Face of Climate Change: A green recycling bin?

This entry is part 3 of 5 in the series Face of Climate Change
Dr. S. Montazeri UofM photo green recycling bin

Photos today from tests of green bin by Dr. Soodeh Montazeri, a graduate of the Design Science Department at the University of Michigan.

The face of climate change often is a human or animal face, but as we saw yesterday, fictional characters in a children’s book can also be the face.  The Face of Climate Change is this year’s Earth Day theme, chosen to personify environmental challenges and heroes. Today, let’s consider the image of an inanimate object: a green recycling bin.

Can the color of a bin change human behavior?

Almost eight of ten Americans (77%) say they recycle, according to a poll by the Pew Research Center. There are few demographic differences in who recycles. Young and old recycle at the same high levels, though young adults (18–29 years of age) show the biggest improvement since 2002. Republicans and Democrats are equally likely to recycle—one of the few environmentally friendly practices on which they agree.

One difference in behavior might be due to the color of the trash and recycling bins, according to Dr. Soodeh Montazeri, a graduate of the Design Science Doctoral Program at the University of Michigan. In a clever experiment, she had participants come into the lab (which looked like an office) and cut paper into shapes that best fit the form of a bottle. This wasn’t the real task, however. The cutting left scrap paper and the lab assistant instructed each participant to “throw it out.”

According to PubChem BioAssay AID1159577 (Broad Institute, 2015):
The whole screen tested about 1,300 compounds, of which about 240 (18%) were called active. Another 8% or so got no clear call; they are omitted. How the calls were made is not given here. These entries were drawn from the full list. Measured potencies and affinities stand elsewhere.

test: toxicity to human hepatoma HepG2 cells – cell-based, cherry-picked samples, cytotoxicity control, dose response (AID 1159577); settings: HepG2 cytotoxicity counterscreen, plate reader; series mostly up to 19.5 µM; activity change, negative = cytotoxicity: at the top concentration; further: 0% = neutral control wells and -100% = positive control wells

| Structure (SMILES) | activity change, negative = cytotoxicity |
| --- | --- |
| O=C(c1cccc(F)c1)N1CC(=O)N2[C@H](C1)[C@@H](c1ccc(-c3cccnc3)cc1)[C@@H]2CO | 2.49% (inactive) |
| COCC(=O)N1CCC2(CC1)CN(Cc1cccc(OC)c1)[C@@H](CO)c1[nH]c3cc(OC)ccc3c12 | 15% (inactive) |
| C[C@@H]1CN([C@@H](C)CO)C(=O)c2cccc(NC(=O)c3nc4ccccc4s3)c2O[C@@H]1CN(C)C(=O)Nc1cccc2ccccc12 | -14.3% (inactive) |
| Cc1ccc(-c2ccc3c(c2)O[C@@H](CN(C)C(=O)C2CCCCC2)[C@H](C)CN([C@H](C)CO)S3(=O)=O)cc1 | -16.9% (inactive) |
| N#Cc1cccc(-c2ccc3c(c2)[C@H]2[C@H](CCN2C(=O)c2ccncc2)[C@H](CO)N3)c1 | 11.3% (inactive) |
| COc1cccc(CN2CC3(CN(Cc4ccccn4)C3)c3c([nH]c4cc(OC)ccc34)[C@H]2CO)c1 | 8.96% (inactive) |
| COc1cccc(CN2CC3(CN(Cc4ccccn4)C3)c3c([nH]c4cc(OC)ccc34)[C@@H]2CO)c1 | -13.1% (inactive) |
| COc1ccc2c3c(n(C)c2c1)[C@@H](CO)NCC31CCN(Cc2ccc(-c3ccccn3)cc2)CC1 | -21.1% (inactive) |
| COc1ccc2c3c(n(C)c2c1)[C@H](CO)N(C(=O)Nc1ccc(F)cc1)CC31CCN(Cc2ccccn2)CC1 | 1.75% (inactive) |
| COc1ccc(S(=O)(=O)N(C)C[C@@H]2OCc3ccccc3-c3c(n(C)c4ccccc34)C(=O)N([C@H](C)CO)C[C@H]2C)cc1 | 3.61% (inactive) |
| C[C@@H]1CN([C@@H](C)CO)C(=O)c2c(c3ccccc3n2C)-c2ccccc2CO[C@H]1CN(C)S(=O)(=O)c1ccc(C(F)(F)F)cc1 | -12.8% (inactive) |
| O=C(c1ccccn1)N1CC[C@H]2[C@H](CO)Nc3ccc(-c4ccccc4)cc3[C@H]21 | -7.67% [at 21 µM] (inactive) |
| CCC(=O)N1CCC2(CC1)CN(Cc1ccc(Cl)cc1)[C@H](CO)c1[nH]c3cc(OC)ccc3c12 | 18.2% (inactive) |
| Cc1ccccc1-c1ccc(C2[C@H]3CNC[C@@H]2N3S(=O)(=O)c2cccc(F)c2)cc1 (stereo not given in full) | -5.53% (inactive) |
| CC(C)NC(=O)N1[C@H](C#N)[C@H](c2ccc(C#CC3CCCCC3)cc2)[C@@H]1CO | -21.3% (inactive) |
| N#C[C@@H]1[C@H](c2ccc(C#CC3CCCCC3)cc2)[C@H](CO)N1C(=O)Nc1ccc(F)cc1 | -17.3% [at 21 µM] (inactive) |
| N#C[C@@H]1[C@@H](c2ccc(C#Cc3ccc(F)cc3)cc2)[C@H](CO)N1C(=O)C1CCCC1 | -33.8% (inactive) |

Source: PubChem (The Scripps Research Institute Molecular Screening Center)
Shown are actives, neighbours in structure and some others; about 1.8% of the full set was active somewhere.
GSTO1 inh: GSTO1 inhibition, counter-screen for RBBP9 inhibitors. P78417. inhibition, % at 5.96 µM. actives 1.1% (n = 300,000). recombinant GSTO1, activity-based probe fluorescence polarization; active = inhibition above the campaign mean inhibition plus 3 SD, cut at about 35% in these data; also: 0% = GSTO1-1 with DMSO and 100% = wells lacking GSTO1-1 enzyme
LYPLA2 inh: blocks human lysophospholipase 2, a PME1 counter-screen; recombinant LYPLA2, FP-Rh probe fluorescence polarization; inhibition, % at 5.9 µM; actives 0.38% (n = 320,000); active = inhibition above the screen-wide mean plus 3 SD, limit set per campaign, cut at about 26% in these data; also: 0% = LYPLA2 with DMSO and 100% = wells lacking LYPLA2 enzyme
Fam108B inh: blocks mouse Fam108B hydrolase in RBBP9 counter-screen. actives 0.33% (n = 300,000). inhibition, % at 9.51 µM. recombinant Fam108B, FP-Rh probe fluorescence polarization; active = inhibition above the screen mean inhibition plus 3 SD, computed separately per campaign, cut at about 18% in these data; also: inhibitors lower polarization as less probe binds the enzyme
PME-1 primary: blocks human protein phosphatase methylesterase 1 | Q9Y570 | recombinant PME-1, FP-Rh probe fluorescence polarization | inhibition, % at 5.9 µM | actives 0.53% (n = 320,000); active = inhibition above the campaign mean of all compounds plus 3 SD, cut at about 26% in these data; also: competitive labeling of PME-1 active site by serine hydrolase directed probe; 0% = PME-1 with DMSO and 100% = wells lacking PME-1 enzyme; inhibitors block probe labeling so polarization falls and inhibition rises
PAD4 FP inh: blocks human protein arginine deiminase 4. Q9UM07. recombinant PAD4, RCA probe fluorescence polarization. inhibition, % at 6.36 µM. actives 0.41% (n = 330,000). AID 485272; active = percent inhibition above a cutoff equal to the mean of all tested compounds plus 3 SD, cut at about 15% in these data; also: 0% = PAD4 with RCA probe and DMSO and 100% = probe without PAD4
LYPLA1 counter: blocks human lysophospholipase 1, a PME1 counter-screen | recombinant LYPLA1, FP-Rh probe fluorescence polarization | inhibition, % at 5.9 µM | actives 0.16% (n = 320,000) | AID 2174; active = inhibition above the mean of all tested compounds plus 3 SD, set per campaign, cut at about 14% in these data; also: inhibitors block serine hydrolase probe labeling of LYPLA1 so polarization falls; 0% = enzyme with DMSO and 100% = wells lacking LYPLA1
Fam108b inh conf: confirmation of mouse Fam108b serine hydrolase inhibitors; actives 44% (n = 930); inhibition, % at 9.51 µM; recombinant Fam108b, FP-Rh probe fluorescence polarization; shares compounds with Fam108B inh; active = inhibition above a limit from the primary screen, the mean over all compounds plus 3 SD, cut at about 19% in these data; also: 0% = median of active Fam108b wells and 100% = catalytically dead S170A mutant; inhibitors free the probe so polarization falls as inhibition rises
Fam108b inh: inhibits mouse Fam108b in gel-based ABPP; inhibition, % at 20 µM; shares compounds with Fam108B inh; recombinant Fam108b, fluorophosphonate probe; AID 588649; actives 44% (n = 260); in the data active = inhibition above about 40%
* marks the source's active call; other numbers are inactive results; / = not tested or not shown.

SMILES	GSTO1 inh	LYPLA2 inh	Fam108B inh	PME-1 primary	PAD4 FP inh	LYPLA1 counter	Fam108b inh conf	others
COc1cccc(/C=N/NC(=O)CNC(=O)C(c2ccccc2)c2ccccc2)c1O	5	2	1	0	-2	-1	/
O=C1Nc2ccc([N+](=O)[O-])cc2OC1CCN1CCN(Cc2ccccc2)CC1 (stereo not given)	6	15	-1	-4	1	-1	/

Dr. S. Montazeri UofM trash and green recycling binTwo bins were positioned behind the lab assistant and off in the corner. One bin said “TRASH” and the other said “RECYCLE.” Sometimes both bins were grey.Other times, one bin was grey, the other green. How much of a difference did color make?

A lot, Dr. Montazeri learned. Only 55% used the grey RECYCLE bin, meaning that participants were just as likely to toss the paper into the grey TRASH bin. However, when the RECYCLE bin was green, it was almost always used—88% of the participants tossed their scrap paper into it.

The researchers are still working to figure out why the green bin was preferred. It could be the association between the color green and being “green.” But when they repeated the experiment with a red bin instead of a green one, they got similar results. Perhaps the green or red or other bright color stood out.

What’s your explanation of the green-bin effect?

Do you like these unobtrusive ways of getting people to recycle?

Does a green bin count as a face of climate change?

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